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We’re Getting Really Good At Reusing Space Pee

IN SPACE - MAY 29: In this handout provided by National Aeronautics and Space Administration (NASA), back dropped by planet Earth the International Space Station (ISS) is seen from NASA space shuttle Endeavour after the station and shuttle began their post-undocking relative separation May 29, 2011 in space. After 20 years, 25 missions and more than 115 million miles in space, NASA space shuttle Endeavour is on the last leg of its final flight to the International Space Station before being retired and donated to the California Science Center in Los Angeles. Capt. Mark E. Kelly, U.S. Rep. Gabrielle Giffords' (D-AZ) husband, has lead mission STS-134 as it delivered the Express Logistics Carrier-3 (ELC-3) and the Alpha Magnetic Spectrometer (AMS-2) to the International Space Station. (Photo by NASA via Getty Images)
NASA via Getty Images

Let's say you're in space. Probably a lot of things would have to go horribly awry for this to be the case, but just go with it. Things aren't magically different there: You still get thirsty, and you still need to wash yourself, although you'll do that much differently and less frequently than you currently might. If you have animals on board they will need to drink, too. This means you need water. Water! Elixir of life. Wetter of whistles. But a thing about water is that there's not much of it in space, pretty much by definition. So what do you do if you're on an extended mission, say, spending a few months on the International Space Station, or (someday) zipping the 12 light years to Tau Ceti?

Well, you have to bring it with you. There's not really a way around that. Currently, water is flown into space in 90-pound bladders called Contingency Water Containers, which look more or less like duffel bags. A few of those on a resupply mission may sound like a lot of water, but once it's up there, that's what you've got to work with. So you've got to try to make that water last. And that means you can't just be throwing out all that valuable urine.

The ISS has two water recycling systems on board. The first is environmental: The Water Processor Assembly dehumidifies the air on board, removing the moisture that's constantly released through crew members' sweat and breath. Then there's the Urine Processor Assembly, which is exactly what it sounds like. When astronauts use the fancy new $23 million toilet, installed just three years ago, they pee into a vacuum hose, and their urine is then distilled into—mostly—clean water.

It's a good system. It has recovery rates around 93.5 percent, which means that most of the water that's initially brought on board can be used again and again. But what if it could be better? What if there was even more gold in that there piss?

The UPA produced drinkable water but also the unappetizingly named urine brine. Enter NASA's Brine Processor Assembly, which was launched up and installed in 2021. The BPA takes the previously unusable urine brine, pumps it into a dual-membrane bladder which filters out even more of the nasty bits, then blows warm, dry air over it to evaporate the moisture from the brine. This moisture is captured from the ambient air by the WPA, making it re-re-recycled water. In theory, the BPA could reclaim 80 percent of that brine. But no one was quite sure how efficiently it would work in microgravity.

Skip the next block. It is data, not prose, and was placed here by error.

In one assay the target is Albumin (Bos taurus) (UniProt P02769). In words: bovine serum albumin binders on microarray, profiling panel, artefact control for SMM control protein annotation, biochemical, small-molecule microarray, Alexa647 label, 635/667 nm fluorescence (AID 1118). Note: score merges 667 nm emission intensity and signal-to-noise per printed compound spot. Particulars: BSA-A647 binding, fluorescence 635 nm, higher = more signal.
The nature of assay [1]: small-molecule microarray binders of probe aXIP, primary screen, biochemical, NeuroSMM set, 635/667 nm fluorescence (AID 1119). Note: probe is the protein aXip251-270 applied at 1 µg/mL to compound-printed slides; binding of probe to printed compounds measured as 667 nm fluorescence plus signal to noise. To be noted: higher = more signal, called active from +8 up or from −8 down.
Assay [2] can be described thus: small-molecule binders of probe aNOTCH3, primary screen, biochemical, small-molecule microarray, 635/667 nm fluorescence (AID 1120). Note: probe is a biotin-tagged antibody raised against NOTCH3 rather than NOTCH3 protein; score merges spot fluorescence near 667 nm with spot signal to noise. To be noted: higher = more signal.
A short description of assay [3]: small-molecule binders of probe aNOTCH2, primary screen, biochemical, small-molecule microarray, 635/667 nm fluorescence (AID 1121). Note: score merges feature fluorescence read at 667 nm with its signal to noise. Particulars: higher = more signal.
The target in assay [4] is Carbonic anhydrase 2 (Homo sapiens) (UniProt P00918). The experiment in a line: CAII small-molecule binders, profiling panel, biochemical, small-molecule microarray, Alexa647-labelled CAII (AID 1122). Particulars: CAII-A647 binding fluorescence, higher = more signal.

Works pretty well, it turns out. After a couple years of testing, NASA has announced that the system has improved ISS's overall water recovery rate to 98 percent, which was the target for long-duration missions, to other planets and beyond.

“The regenerative ECLSS systems become ever more important as we go beyond low Earth orbit,” said Jill Williamson, ECLSS water subsystems manager. “The inability of resupply during exploration means we need to be able to reclaim all the resources the crew needs on these missions."

It's a big deal. There are two basic things we can't survive in space without: power and water. We can capture or generate the former through solar arrays or reactors; for the latter, we're stuck with packing it. And while getting anything into low-earth orbit is expensive enough already, when we really head out to explore the solar system, every inch and every pound is going to count; we can't be putting a SeaWorld tank in there, and we won't be able to top it off with earth water when it gets low. The water on board when the mission starts is the water that's going to have to complete it, and NASA believes that a 98 percent recovery rate for that water is a workable one.

NASA would like to make one thing clear, though: The astronauts are not drinking piss.

“The crew is not drinking urine," Williamson said, "they are drinking water that has been reclaimed, filtered, and cleaned such that it is cleaner than what we drink here on Earth."

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